One of the most demoralizing and frustrating aspects of being a woman has to do with the phenomenon of the male propensity to extend their physical presence to validate their own masculinity. A woman named Beth Breslaw had evidently had enough of that, reports The Cut, and took to the streets to imitate the practice of manslamming, or walking like a man, i.e. in any particular direction she chooses without having to accommodate the moving trajectory of the people around her. The Cut’s Jessica Roy describes it as “the sidewalk M.O. of men who remain apparently oblivious to the personal space of those around them.” Roy writes:
Think of manslamming as a cousin of manspreading, the subway scourge that’s become so pernicious, the MTA recently launched a campaign to combat it. Both involve questions of personal space that have vexed feminists for years — arguably, both are symptoms of a culture that teaches men to self-assuredly occupy any and all space available to them, regardless of who’s nearby.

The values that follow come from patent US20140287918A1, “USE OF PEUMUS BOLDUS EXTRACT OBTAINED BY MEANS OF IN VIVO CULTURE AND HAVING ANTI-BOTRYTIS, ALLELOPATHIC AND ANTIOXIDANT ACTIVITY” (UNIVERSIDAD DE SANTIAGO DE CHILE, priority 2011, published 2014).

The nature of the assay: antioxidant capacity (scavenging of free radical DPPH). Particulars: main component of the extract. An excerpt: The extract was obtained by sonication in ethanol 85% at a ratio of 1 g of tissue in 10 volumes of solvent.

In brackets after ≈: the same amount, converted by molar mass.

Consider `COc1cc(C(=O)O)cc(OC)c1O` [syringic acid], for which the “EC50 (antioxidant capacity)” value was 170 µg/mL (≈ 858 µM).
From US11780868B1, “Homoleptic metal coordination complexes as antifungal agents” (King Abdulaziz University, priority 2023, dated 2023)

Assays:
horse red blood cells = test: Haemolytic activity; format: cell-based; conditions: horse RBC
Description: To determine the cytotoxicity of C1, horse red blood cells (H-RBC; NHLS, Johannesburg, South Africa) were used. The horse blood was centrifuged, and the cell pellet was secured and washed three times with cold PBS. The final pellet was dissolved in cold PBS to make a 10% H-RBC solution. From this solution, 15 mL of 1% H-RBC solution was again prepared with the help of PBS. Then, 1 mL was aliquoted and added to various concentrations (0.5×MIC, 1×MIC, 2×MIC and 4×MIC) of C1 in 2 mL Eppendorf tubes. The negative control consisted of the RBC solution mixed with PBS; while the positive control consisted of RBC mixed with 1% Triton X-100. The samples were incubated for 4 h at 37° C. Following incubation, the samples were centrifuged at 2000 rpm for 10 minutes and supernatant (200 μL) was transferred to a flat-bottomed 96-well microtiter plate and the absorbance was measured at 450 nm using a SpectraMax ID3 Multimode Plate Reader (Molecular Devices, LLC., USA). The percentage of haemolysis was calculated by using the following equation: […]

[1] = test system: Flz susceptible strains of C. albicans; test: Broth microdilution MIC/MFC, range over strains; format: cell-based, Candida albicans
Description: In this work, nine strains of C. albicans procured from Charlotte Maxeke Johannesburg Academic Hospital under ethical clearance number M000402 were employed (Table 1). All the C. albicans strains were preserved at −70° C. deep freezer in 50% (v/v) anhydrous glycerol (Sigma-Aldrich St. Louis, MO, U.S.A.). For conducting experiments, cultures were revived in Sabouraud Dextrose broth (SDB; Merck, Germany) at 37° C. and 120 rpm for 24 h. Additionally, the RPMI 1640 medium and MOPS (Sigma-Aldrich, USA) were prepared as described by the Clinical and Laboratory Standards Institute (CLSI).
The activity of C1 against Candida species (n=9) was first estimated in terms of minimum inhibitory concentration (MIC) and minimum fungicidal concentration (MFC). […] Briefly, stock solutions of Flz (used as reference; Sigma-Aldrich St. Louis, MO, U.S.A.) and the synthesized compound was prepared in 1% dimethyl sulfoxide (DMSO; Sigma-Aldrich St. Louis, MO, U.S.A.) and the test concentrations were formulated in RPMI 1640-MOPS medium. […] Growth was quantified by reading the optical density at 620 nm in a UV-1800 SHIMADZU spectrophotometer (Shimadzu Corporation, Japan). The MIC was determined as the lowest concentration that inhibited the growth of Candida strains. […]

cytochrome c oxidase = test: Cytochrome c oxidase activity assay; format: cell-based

During her experiment in spatial assertiveness, Breslaw found that she was still regularly body checked my men who were either aloof or unwilling to move. For women who bumped into her, there was at least some audible cognizance (versus little or none from male bumpers), reaffirming her suspicion that the occurrence was primarily a gendered microaggression.
Last year, Bustle’s Gabrielle Moss conducted a similar experiment in manspreading, which has since been banned by the MTA. For her part, she found that people primarily left her alone rather than confront the absurdity of taking up twice her body mass in space.
But she also posed an important point:
“I now believe that some of those men I had raged against had probably genuinely not noticed how much space they were taking up. That’s the thing about privilege: It can be mighty blind.”
Breslaw seemed to echo a similar sentiment: “I never fell down,” she told The Cut. “I never got hit so far that I actually got knocked on my ass."
Well, we have that going for us.